Palette Editor (Graphics Screen displaying the colours as in the screen shot on the right). This allows you the following:
  • Copy button to copy a chosen colour into the clipboard;
  • Paste button to paste the clipboard colour onto a chosen palette colour. You need to have already copied a colour first to do this. Press [Esc]ape to get out of this;
  • Flip button to invert the order of a selection of palette colours. Press [Esc]ape to get out of this;
  • Gamma button to change the linearity of a selection of palette colours. You can choose which of Red Green and Blue you want to edit. Press [Esc]ape to get out of this;
  • Interpolate button to make a series of intermediate colours between the two colours you choose, on the palette colours between those two colours. Again, you can change the linearity as with Gamma above, except that this time, the maximum and minimum values for each of the three colours (R, G & B) is determined by the values of the two chosen colours. Again, you can choose which of R, G & B you want to edit;
    TIP... You can make a good toned transition from Black, through the colour of your choice, to white by interpolating between black (at the bottom) and white (at the top) and choosing in turn R, G then B, and using a different linearity for each.
  • Save button to save the palette and go back to the other screen.
  • Abandon button to go back to the other screen without saving.
  • Note that each of the previous functions can be selected by pressing their initial letter to get it (C, P, F, G, I, S & A) and when you are within a function such as Interpolate, the keyboard is still active so that you can (in the case of Interpolate as an example) press R, G, B, C and D or [Esc]ape or use the arrow keys to change the linearity.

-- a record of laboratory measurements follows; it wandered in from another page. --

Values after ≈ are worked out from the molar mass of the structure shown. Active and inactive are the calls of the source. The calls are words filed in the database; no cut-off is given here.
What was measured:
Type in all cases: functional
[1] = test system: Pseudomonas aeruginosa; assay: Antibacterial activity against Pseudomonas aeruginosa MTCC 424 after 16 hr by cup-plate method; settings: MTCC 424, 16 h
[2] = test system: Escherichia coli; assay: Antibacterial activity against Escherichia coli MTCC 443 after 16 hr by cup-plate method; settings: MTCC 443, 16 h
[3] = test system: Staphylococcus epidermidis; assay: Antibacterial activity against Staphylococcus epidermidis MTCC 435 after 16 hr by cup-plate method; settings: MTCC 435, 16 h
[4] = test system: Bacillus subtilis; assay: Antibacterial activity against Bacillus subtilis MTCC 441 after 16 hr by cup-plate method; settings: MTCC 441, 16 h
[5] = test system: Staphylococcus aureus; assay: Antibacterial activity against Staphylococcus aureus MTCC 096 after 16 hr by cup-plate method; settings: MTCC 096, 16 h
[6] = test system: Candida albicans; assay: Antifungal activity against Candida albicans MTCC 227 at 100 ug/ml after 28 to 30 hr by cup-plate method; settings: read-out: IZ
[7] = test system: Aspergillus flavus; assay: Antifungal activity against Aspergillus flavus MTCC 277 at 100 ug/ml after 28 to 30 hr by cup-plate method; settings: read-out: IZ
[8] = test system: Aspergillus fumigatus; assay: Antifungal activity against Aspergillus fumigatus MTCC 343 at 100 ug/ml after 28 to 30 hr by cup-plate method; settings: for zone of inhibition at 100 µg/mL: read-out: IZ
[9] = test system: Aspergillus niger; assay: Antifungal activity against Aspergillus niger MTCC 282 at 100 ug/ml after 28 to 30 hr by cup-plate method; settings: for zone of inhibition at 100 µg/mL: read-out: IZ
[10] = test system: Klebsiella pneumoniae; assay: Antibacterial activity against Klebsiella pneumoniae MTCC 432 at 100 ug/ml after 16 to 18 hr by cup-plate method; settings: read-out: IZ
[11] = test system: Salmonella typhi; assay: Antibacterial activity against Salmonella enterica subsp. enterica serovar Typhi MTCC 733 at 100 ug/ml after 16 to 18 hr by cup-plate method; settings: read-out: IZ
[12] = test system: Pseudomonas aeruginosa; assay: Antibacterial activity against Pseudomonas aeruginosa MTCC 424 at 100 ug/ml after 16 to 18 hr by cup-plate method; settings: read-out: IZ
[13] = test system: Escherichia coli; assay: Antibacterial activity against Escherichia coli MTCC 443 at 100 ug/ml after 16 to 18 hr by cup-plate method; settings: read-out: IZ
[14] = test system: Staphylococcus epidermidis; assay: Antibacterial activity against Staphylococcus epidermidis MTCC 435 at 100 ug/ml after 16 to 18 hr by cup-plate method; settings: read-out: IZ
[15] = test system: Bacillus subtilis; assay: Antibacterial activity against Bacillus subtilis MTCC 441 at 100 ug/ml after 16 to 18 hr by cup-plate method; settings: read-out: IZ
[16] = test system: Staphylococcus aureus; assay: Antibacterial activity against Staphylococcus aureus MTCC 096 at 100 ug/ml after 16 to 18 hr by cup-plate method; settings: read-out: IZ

• Drag and drop colours, shifting those between just by clicking on a colour and dragging it to where you want it to go, then dropping it.
  • Alter R, G & B values by dragging the respective value bar.
  • View the palette as it would appear in the WRCM both with a black background and a white background so that the palette is easier to visualise.
In the shot on the right, you will notice that the Computer Model and the Palette Editor are running at the same time. This is under Microsoft Windows 95.

The Computer Model remembers where it is in the Palette List file by remembering which line it is on (the third line or the seventeenth line and not the line with a particular palette in it - this allows you to have palettes repeated in places within the selected list if you need to have them). Also, it opens the Palette List file only when you press SpaceBar - it finds where it was, finds the file name for the next palette file, closes the Palette List file, opens the particular Palette file, finds out the colour values and then closes that. This means that the files it uses are only open for a fraction of a second (unless you are working from a flopppy diskette).

This means that you can edit the palette list and the palettes themselves while the Computer Model is running simply by pressing [Alt]+[Tab]. So, if you are trying to get that graph for that science project looking just right and you need to edit the files, you can switch from the graphical screen to the Palette Editor (in either screen) and back just by pressing [Alt]+[Tab], without having to replot.

Click Here to read the readpal.txt file.
Note that this is a text file so you will need to use your Back button on your browser to get back here.